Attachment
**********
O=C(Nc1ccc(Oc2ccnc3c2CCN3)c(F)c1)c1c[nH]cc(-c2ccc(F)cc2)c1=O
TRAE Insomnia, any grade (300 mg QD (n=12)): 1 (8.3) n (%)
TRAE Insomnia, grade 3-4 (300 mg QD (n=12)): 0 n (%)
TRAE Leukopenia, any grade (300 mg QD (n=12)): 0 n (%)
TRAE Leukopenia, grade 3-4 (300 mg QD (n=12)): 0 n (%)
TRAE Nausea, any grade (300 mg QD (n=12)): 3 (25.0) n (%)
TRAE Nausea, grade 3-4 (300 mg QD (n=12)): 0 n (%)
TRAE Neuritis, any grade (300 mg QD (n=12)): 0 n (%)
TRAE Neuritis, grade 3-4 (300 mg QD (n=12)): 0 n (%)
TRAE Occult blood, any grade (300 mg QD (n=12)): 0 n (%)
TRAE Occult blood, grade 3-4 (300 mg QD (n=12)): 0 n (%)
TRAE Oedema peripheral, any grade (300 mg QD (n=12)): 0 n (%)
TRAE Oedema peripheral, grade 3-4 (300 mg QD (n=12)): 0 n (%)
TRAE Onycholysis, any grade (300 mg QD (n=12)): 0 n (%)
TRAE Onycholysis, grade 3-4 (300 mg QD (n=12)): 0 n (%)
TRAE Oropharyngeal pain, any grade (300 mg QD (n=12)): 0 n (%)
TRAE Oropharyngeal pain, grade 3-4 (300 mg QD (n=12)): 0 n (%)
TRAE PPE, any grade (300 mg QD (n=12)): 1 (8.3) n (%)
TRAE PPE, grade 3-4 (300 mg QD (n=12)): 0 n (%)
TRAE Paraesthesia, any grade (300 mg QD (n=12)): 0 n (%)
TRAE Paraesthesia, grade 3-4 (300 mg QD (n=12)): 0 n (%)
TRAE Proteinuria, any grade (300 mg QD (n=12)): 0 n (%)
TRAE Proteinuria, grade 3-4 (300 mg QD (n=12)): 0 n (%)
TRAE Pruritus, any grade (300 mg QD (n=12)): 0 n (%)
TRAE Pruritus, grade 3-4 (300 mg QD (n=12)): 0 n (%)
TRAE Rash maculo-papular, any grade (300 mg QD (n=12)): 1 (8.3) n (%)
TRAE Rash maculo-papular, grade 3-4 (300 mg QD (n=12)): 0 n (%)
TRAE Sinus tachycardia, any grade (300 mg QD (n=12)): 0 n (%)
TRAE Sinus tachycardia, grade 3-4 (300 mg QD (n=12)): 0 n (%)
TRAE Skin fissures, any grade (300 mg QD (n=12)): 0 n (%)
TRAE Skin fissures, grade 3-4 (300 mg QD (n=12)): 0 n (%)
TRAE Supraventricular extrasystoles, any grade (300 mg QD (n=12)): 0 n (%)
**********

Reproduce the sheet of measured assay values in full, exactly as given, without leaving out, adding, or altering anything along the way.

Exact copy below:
O=C(Nc1ccc(Oc2ccnc3c2CCN3)c(F)c1)c1c[nH]cc(-c2ccc(F)cc2)c1=O
TRAE Insomnia, any grade (300 mg QD (n=12)): 1 (8.3) n (%)
TRAE Insomnia, grade 3-4 (300 mg QD (n=12)): 0 n (%)
TRAE Leukopenia, any grade (300 mg QD (n=12)): 0 n (%)
TRAE Leukopenia, grade 3-4 (300 mg QD (n=12)): 0 n (%)
TRAE Nausea, any grade (300 mg QD (n=12)): 3 (25.0) n (%)
TRAE Nausea, grade 3-4 (300 mg QD (n=12)): 0 n (%)
TRAE Neuritis, any grade (300 mg QD (n=12)): 0 n (%)
TRAE Neuritis, grade 3-4 (300 mg QD (n=12)): 0 n (%)
TRAE Occult blood, any grade (300 mg QD (n=12)): 0 n (%)
TRAE Occult blood, grade 3-4 (300 mg QD (n=12)): 0 n (%)
TRAE Oedema peripheral, any grade (300 mg QD (n=12)): 0 n (%)
TRAE Oedema peripheral, grade 3-4 (300 mg QD (n=12)): 0 n (%)
TRAE Onycholysis, any grade (300 mg QD (n=12)): 0 n (%)
TRAE Onycholysis, grade 3-4 (300 mg QD (n=12)): 0 n (%)
TRAE Oropharyngeal pain, any grade (300 mg QD (n=12)): 0 n (%)
TRAE Oropharyngeal pain, grade 3-4 (300 mg QD (n=12)): 0 n (%)
TRAE PPE, any grade (300 mg QD (n=12)): 1 (8.3) n (%)
TRAE PPE, grade 3-4 (300 mg QD (n=12)): 0 n (%)
TRAE Paraesthesia, any grade (300 mg QD (n=12)): 0 n (%)
TRAE Paraesthesia, grade 3-4 (300 mg QD (n=12)): 0 n (%)
TRAE Proteinuria, any grade (300 mg QD (n=12)): 0 n (%)
TRAE Proteinuria, grade 3-4 (300 mg QD (n=12)): 0 n (%)
TRAE Pruritus, any grade (300 mg QD (n=12)): 0 n (%)
TRAE Pruritus, grade 3-4 (300 mg QD (n=12)): 0 n (%)
TRAE Rash maculo-papular, any grade (300 mg QD (n=12)): 1 (8.3) n (%)
TRAE Rash maculo-papular, grade 3-4 (300 mg QD (n=12)): 0 n (%)
TRAE Sinus tachycardia, any grade (300 mg QD (n=12)): 0 n (%)
TRAE Sinus tachycardia, grade 3-4 (300 mg QD (n=12)): 0 n (%)
TRAE Skin fissures, any grade (300 mg QD (n=12)): 0 n (%)
TRAE Skin fissures, grade 3-4 (300 mg QD (n=12)): 0 n (%)
TRAE Supraventricular extrasystoles, any grade (300 mg QD (n=12)): 0 n (%)